The community takes action
Over the past decade, community groups and projects have flourished across the Ala Wai watershed. The groups have a wide variety of aims and projects, from neighborhood stream cleanups to environmental education and civic engagement, water quality monitoring, stream and forest restoration, and stormwater system improvements.

The Ala Wai Watershed Collaboration launched in 2015 with support from Hawai‘i Green Growth to develop a collaborative vision for the watershed.

“We are working to create a resilient watershed from mauka to makai, from mountain to ocean,” says Casey Maslan, the lead for the Ala Wai Watershed Collaboration. “Our goal is cross-collaboration to build a more prosperous and resilient watershed for everyone.”

The focus of many of the organizations in the collaboration turned to flooding when the U.S. Army Corps of Engineers (USACE) proposed a $345 million flood control project for the watershed in 2018 that included controversial ideas for detention basins in upper watershed neighborhoods, and concrete walls along the Ala Wai Canal. The plan met with fierce opposition from a broad array of community groups.

In 2019, the grassroots organization Protect Our Ala Wai Watershed (POAWW) successfully sued to hold up funding for the project. USACE revised its original plan, specifically removing controversial neighborhood detention basins from the plan, and it is currently completing an updated study of flood risk in the Ala Wai watershed.

POAWW President Sidney Lynch says that many in the community want officials to include more holistic approaches beyond the proposed expensive “grey” infrastructure measures. They are promoting nature-based solutions, such as forest management to control erosion and sedimentation, and stream restoration and stormwater retrofits throughout the watershed to reduce runoff and improve water quality.

Eric Merriam, a USACE planner, says that the Ala Wai study does not have “ecosystem restoration authority,” and that anything the agency implements has to be for flood risk management purposes, with environmental benefits being a secondary consideration.

“We can consider nature-based flood risk management measures, like construction of wetlands or taro fields which act as a giant sponge absorbing water, but we can’t implement a measure purely to have ecological benefits,” Merriam says.

“The Army Corps says it can only target flood mitigation — and pollution in the Ala Wai Canal is not its concern,” Lynch says. “We’re saying, ‘Hey, we can clean up the Ala Wai and address flooding at the same time.’”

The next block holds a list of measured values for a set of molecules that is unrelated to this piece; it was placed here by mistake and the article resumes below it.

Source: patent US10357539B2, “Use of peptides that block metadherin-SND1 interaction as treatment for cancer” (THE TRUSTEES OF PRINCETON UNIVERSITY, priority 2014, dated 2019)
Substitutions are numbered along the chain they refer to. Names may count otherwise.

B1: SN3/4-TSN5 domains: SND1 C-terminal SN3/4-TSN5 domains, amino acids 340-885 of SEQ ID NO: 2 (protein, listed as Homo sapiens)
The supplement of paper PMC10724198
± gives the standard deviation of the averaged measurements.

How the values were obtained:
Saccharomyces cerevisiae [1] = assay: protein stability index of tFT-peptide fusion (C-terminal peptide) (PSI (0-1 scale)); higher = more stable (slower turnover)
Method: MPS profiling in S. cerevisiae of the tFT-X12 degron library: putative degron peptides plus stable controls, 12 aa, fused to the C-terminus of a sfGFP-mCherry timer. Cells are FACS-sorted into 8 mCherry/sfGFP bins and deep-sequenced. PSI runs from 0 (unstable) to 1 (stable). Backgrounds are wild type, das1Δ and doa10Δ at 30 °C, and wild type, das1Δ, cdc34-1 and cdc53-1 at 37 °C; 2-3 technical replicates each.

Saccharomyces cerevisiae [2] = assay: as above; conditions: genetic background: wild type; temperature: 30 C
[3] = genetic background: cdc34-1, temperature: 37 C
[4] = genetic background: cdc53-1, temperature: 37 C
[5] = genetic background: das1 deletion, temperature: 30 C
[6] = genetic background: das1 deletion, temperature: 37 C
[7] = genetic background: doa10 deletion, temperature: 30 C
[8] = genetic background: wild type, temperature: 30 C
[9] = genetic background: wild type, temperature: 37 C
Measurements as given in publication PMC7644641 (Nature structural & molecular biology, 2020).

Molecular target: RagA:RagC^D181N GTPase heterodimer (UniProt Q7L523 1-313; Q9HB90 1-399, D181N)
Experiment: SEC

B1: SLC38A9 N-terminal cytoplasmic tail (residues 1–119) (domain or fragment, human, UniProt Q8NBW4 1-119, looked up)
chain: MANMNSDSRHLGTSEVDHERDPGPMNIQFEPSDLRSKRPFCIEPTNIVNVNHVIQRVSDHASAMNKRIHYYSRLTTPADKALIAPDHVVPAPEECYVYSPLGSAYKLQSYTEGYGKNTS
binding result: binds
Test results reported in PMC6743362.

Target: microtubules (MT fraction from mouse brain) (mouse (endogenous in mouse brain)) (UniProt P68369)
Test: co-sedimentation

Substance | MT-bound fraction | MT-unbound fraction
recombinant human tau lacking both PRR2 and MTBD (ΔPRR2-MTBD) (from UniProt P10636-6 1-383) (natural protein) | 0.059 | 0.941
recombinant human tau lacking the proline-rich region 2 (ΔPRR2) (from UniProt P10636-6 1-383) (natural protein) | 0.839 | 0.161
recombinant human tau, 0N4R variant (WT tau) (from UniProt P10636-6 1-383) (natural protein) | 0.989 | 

Merriam stresses that the project team is analyzing public recommendations for solutions to flooding, such as using existing greenspace for detention basins, managing invasive species of plants in the upper watershed, and possibly using the Ala Wai Golf Course as a storage basin for floodwaters.

“The communities are very passionate. They live in the watershed, and they have valid ideas about how to address flood risk,” Merriam says. “That’s an asset for the project that will benefit everyone in the watershed.”

Re-imagining the Ala Wai
Judith Stilgenbauer has a vision for Waikīkī and the surrounding area inspired by Native Hawaiian knowledge of the role of wetlands in watersheds. Stilgenbauer, professor and director of the Master of Landscape Architecture program at the University of Hawai‘i, led a design team exploring ideas for adapting the southern shore of Oʻahu for sea-level rise using living shorelines, connectivity, and nature-based solutions.

The team proposed converting the Ala Wai Canal area and neighboring golf course into a patchwork of wetlands, loko iʻa, and loʻi kalo like they once were before canal construction.

“Ancient Hawaiians were incredibly gifted ecological engineers,” Stilgenbauer says. “Where the golf course is now, loʻi kalo, or wetland taro agricultural systems, produced food, but also filtered and treated stormwater as it came down that watershed, capturing sediment and nutrients before they entered the ocean.”

Stilgenbauer wants to bring that knowledge back into use, “not as a romanticized museum-type version, but a 21st century interpretation” that represents a contrast to many of the current hard-engineered solutions.

Along with her students, Stilgenbauer has also developed speculative design proposals for replacing some Waikīkī streets with soft-shored canals that would allow water to flow through Waikīkī to the re-imagined Ala Wai Canal and restored wetlands as an adaptation to flooding, either because of sea-level rise or from floodwaters generated inland in the watershed. She says living canal edges and other nature-based solutions contribute to biodiversity and a more resilient urban system.

“There could be recreational opportunities, there could be water taxis,” she says. “Look at cities like Melbourne, Sydney, or Vancouver where a lot of transportation happens on the water. It makes sense to bring water back into Waikīkī.”

The growth of community action and visionary leadership from community leaders, scientists, teachers, engineers, and landscape architects has sparked a re-imagining of what’s possible in the Ala Wai. The coming decades will hopefully bring a transformation from the troubled current reality of the urban watershed into a more resilient future built on science, sustainability, and traditions from the past.